I used the term “academic otters” over on #phdchat a few weeks ago, and as it seemed to go down quite well, I thought I’d write a longer post in praise of the academic otter.
The phrase originated early during my PhD, when I wanted a name for all the research ideas that were bouncing up and around my brain but I didn’t have time to pay attention to. Thankfully, another community of writers, those in the fan fiction world, are familiar with the problem – they call those little persistent thoughts that nibble away at your brain until you write them plot bunnies. Fan fic writers have tried to corral plot bunnies in various ways, such as putting them on websites for other writers to adopt, or keeping a record of them in a dedicated document until they have time to get to them. What I clearly needed was a similar strategy to care for my academic otters.
My solution for this was to create the Academic Otters document. A shortcut to this sits on my computer desktop at all times, so if I am struck with a Brilliant Idea for a research project, I can bed it safely down and not worry about losing it. The document has become quite a hefty piece of kit now, as I’ve been using it for several years, and in the end it made sense to split it into sections. Under each idea, I have a list of bullet points outlining some general thoughts about the direction I see it going in, and add any relevant bibliography that I might come across; I’ve included a screencap of the third and fourth pages of the Academic Otters document below the jump so you can see the sort of thing I mean.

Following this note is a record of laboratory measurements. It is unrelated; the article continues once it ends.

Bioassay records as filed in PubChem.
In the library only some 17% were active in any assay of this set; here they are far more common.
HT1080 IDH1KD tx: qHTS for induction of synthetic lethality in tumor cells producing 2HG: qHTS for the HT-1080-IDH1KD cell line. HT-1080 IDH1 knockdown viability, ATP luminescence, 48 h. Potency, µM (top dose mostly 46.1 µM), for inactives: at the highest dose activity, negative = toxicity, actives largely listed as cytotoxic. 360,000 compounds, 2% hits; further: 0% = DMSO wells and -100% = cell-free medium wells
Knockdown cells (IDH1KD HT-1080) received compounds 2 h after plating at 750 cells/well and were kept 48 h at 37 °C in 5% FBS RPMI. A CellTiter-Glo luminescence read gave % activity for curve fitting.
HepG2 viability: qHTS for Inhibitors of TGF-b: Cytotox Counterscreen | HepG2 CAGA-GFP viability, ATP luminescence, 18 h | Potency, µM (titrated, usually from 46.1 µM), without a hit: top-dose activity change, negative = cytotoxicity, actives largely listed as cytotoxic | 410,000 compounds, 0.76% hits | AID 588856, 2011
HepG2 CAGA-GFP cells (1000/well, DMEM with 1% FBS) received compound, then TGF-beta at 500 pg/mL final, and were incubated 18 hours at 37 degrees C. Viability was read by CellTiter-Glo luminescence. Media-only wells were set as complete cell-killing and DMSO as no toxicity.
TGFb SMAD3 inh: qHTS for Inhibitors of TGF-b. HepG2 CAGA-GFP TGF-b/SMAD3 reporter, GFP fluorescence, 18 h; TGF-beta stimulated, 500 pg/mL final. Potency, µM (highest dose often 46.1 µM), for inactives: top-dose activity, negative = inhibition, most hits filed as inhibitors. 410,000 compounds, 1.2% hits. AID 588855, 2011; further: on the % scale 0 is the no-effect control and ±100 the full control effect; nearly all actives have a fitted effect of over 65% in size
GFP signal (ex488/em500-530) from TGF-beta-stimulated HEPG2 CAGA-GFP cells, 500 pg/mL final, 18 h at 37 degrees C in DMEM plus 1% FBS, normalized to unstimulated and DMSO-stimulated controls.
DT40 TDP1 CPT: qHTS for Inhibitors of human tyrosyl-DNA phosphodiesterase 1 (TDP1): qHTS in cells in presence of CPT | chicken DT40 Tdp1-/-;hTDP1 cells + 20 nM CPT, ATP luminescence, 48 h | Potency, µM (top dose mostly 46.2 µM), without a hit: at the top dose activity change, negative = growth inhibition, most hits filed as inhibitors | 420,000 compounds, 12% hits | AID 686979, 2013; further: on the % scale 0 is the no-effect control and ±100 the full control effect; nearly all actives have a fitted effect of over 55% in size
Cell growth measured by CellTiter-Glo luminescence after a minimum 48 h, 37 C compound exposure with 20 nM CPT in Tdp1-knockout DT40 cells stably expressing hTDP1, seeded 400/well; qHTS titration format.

The first section is the outline of my research agenda for the next year or so, followed by active projects that are in progress right now. Then there are projects that are waiting for other people’s input (for instance, my article on queering reception, which is now waiting for feedback from the volume editors). Next come projects which I’ve begun but are on hold for now; these are things like the book manuscript, various things I’ve given conference presentations on or offshoots from the thesis, development of work I’ve already started, things like that. Most of these have some substantial work already done on them, but they’re not the current research priority.
Next comes possible research projects – that is, those I know I actually might have a chance in hell of writing. They usually require a lot of work, but they’re feasibly inside my area of research expertise, I’ve done a little bit of prior work on them, and I could pull them off. The next section lists ‘feasible ideas’ – ones that have sprung up as random research questions during my reading, normally, and that I might fancy getting to at some point, but that aren’t quite as appealing as the possible research projects for whatever reason. As an example, there’s a paper I gave there on Greek tragedy which I could return to and buff up, but it would need a hell of a lot of legwork around the scholarship on Greek tragedy, which I don’t have time for at the moment.
The final section is ‘unlikely ideas’ – those fabulous thoughts which seem to be great ideas at the time but, with reflection, are actually far more trouble than they’re worth. But I keep hold of them, because – well, who knows? Somebody might want to adopt that academic otter.
I will admit that I have a secret ambition to get the phrase “academic otter” into mainstream vocabulary among scholars, so please feel free to use it with impunity – and tell us how you keep your academic otters under control.